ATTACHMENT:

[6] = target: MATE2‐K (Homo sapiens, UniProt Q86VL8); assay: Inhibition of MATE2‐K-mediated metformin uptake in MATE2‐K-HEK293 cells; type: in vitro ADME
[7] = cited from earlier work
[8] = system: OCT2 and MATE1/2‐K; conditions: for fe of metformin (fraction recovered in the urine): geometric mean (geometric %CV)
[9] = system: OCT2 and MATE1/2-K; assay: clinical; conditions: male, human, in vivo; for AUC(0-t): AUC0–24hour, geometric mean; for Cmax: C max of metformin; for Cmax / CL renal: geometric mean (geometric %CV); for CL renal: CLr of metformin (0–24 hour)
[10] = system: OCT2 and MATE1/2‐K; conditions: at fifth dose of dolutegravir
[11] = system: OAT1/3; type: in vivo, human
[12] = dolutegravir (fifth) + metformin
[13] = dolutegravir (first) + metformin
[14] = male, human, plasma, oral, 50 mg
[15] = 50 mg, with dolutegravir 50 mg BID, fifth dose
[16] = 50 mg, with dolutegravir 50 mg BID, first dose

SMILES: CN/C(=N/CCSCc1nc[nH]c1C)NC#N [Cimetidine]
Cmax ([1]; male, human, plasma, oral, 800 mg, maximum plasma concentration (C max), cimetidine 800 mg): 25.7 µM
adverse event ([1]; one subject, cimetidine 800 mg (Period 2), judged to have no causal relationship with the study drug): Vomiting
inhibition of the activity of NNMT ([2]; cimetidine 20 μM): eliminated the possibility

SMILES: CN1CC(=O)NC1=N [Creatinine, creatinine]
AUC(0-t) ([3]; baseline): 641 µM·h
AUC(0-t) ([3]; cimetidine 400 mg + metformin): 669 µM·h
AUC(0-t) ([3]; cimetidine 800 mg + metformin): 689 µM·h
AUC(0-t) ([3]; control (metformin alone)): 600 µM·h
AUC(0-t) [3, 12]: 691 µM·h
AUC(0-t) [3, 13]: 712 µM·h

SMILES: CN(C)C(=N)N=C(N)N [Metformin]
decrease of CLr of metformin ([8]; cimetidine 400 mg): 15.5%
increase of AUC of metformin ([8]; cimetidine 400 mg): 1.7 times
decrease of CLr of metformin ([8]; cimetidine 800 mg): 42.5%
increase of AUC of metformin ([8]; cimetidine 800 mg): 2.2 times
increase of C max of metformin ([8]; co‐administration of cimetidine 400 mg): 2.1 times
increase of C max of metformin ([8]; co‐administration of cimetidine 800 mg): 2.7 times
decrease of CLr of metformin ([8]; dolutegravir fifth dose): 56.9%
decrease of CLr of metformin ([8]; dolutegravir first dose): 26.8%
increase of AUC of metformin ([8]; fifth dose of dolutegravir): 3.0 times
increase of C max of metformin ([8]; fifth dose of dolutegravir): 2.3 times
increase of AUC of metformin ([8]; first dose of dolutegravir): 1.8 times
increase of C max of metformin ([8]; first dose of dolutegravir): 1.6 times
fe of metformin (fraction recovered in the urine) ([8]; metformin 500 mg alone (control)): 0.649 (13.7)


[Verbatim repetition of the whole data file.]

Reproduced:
[6] = target: MATE2‐K (Homo sapiens, UniProt Q86VL8); assay: Inhibition of MATE2‐K-mediated metformin uptake in MATE2‐K-HEK293 cells; type: in vitro ADME
[7] = cited from earlier work
[8] = system: OCT2 and MATE1/2‐K; conditions: for fe of metformin (fraction recovered in the urine): geometric mean (geometric %CV)
[9] = system: OCT2 and MATE1/2-K; assay: clinical; conditions: male, human, in vivo; for AUC(0-t): AUC0–24hour, geometric mean; for Cmax: C max of metformin; for Cmax / CL renal: geometric mean (geometric %CV); for CL renal: CLr of metformin (0–24 hour)
[10] = system: OCT2 and MATE1/2‐K; conditions: at fifth dose of dolutegravir
[11] = system: OAT1/3; type: in vivo, human
[12] = dolutegravir (fifth) + metformin
[13] = dolutegravir (first) + metformin
[14] = male, human, plasma, oral, 50 mg
[15] = 50 mg, with dolutegravir 50 mg BID, fifth dose
[16] = 50 mg, with dolutegravir 50 mg BID, first dose

SMILES: CN/C(=N/CCSCc1nc[nH]c1C)NC#N [Cimetidine]
Cmax ([1]; male, human, plasma, oral, 800 mg, maximum plasma concentration (C max), cimetidine 800 mg): 25.7 µM
adverse event ([1]; one subject, cimetidine 800 mg (Period 2), judged to have no causal relationship with the study drug): Vomiting
inhibition of the activity of NNMT ([2]; cimetidine 20 μM): eliminated the possibility

SMILES: CN1CC(=O)NC1=N [Creatinine, creatinine]
AUC(0-t) ([3]; baseline): 641 µM·h
AUC(0-t) ([3]; cimetidine 400 mg + metformin): 669 µM·h
AUC(0-t) ([3]; cimetidine 800 mg + metformin): 689 µM·h
AUC(0-t) ([3]; control (metformin alone)): 600 µM·h
AUC(0-t) [3, 12]: 691 µM·h
AUC(0-t) [3, 13]: 712 µM·h

SMILES: CN(C)C(=N)N=C(N)N [Metformin]
decrease of CLr of metformin ([8]; cimetidine 400 mg): 15.5%
increase of AUC of metformin ([8]; cimetidine 400 mg): 1.7 times
decrease of CLr of metformin ([8]; cimetidine 800 mg): 42.5%
increase of AUC of metformin ([8]; cimetidine 800 mg): 2.2 times
increase of C max of metformin ([8]; co‐administration of cimetidine 400 mg): 2.1 times
increase of C max of metformin ([8]; co‐administration of cimetidine 800 mg): 2.7 times
decrease of CLr of metformin ([8]; dolutegravir fifth dose): 56.9%
decrease of CLr of metformin ([8]; dolutegravir first dose): 26.8%
increase of AUC of metformin ([8]; fifth dose of dolutegravir): 3.0 times
increase of C max of metformin ([8]; fifth dose of dolutegravir): 2.3 times
increase of AUC of metformin ([8]; first dose of dolutegravir): 1.8 times
increase of C max of metformin ([8]; first dose of dolutegravir): 1.6 times
fe of metformin (fraction recovered in the urine) ([8]; metformin 500 mg alone (control)): 0.649 (13.7)